In accordance with the provisions of the patent statutes, I have described the principle of operation of my invention, together with the apparatus which I now consider to represent the best embodiment thereof, but I desire to have it understood that the apparatus shown is only 11- lustrative and that the invention may be carried out by other means.

What I claim as new and desire to secure by Letters Patent of the United States, is:

1. In combination, a compressor having two separate rotors, a load, a first gas turbine for driving one compressor rotor, a second gas turbine for driving the other compressor rotor and the load, means to which the compressor supplies air for generating and supplying gas to said turbines, means for effecting operation of said second gas turbine at substantially constant speed, and means for regulating the speed of the first gas turbine responsive to the load on the second gas turbine.

2. In combination, a compressor having two separate rotors, a load, a first gas turbine for driving one compressor rotor, a second gas turbine for driving the other compressor rotor and the load, a combustion chamber to which the compressor supplies air and which supplies gas to the gas turbines, means for supplying fuel to the combustion chamber, means for regulating the fiow of gas from the combustion chamber to said turbines, and means responsive to the temperature in said combustion chamber and to the load for regulating th fuel supplying means.

3. In combination, a double rotation, radial flow compressor, a load, a turbine for driving one r'otor of the compressor and the load, a turbine for driving the other rotor of the compressor, a governor for each turbine for regulating its operaticn, and a combustion chamber to which compressor supplies air for supplying actuating fluid to said turbines.

4. In combination, a compressor having two separate rotors, a load, a first gas turbine for driving one compressor rotor, a second gas turbine for driving the other compressor rotb'r and the load, means to which the compressor supplies air for generating and supplying gas to said turbines, means for effecting operation of said second gas turbine at substantially constant speed, a speed governor for the first gas turbine, and means responsive to the load on the second gas turbine for modifying the setting of said speed governor.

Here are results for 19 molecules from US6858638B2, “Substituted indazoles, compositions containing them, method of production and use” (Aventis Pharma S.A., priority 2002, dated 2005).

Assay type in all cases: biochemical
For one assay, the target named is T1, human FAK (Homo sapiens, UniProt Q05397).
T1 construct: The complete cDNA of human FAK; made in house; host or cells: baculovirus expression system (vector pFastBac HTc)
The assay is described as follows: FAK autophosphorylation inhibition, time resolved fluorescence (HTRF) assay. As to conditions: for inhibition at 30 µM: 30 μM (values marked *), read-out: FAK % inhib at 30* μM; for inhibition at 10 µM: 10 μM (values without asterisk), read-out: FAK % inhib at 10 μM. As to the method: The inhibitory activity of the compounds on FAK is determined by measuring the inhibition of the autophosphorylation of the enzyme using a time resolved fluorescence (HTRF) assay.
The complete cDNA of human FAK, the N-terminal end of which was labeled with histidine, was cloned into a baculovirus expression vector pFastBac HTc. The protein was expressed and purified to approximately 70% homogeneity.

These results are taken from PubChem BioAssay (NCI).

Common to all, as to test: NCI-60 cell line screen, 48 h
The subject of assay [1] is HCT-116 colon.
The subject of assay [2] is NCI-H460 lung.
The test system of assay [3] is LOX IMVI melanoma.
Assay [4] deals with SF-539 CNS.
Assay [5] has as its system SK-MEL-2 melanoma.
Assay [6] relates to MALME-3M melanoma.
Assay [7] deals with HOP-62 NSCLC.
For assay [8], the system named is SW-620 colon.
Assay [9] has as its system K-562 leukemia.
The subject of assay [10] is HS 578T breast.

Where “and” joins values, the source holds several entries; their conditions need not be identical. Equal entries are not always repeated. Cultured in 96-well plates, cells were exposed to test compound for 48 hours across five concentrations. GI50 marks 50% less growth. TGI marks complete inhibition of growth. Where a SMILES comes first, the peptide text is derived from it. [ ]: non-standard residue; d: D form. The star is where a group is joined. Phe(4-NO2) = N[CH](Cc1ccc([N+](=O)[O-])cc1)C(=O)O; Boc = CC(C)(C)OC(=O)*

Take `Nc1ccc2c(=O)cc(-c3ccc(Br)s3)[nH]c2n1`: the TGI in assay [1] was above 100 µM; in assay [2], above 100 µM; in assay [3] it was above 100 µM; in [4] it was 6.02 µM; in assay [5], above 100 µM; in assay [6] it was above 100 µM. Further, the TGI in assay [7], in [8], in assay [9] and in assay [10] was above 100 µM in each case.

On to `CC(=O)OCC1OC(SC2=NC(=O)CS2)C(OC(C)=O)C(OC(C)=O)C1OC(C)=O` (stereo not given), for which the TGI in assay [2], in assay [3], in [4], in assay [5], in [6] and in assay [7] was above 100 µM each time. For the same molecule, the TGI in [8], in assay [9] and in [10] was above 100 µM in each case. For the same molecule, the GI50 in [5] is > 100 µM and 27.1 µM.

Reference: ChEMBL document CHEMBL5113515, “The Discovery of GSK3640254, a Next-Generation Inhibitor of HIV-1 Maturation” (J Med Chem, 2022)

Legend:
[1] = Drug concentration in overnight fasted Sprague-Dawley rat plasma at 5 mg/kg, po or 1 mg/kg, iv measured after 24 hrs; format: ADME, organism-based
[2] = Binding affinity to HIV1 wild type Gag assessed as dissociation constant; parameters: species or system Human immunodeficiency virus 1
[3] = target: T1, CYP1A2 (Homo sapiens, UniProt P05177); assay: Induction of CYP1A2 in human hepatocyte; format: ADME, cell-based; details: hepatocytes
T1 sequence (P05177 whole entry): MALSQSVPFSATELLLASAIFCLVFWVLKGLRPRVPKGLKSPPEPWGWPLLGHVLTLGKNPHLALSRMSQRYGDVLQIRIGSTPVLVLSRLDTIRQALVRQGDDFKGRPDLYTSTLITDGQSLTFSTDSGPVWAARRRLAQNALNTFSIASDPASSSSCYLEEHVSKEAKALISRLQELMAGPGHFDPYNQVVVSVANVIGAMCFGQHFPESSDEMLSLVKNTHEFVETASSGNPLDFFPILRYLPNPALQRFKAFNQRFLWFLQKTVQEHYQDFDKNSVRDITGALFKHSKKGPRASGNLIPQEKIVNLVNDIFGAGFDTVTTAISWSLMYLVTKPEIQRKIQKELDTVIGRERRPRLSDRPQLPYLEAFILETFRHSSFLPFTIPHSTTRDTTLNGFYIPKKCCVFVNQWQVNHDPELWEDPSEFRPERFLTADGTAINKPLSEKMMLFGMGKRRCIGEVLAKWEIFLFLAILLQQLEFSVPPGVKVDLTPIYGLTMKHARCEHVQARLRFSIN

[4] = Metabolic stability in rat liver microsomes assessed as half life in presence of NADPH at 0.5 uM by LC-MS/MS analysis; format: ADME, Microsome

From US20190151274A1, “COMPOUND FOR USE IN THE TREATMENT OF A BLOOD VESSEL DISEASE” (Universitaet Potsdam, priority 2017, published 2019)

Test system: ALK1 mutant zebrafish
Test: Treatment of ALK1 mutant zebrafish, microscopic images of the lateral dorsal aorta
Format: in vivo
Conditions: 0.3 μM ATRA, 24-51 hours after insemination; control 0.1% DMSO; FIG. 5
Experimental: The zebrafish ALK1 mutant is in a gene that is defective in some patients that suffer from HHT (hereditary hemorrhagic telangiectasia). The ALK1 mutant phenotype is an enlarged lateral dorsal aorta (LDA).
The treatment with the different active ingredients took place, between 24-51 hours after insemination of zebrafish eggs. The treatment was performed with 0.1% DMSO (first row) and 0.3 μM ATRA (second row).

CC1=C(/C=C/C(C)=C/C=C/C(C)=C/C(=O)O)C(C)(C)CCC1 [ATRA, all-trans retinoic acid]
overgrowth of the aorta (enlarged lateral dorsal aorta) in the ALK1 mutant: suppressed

5. In combination, a double rotation, radial fiow compressor, a load, a turbine for driving one rotor of the compressor and the load, a turbine for driving the other rotor of the compressor, a

speed governor for each turbine for regulating its operation, means responsive to the load on the first-named turbine for modifying the setting of the governor for the second-named gas turbine, and a combustion chamber to which the compressor supplies air for supplying actuating fluid to said turbines.

6. In combination, a compressor having two separate rotors, a load, a first gas turbine for driving one compressor rotor, a second gas turbine for driving the other compressor rotor and the load, a combustion chamber to which the compressor supplies air and which supplies gas to the gas turbines, means for supplying fuel to the combustion chamber, a governor for each turbine for regulating the fiow of gas from the combustion chamber to it, and means responsive to the temperature in the combustion chamber for regulating said fuel supplying means.

7. In combination, a compressor having two separate rotors, a load, a first gas turbine for driving one compressor rotor, a second gas turbine for driving the other compressor rotor and the load, a combustion chamber to which the compressor supplies air and which supplies gas to the gas turbines, means for supplying fuel to the combustion chamber, a governor for each turbine for regulating the flow of gas from the combustion chamber to it, means responsive to the temperature in the combustion chamber for regulating said fuel supplying means, and means responsive to the load on the second gas turbine for modifying the setting of the governor for the first gas turbine.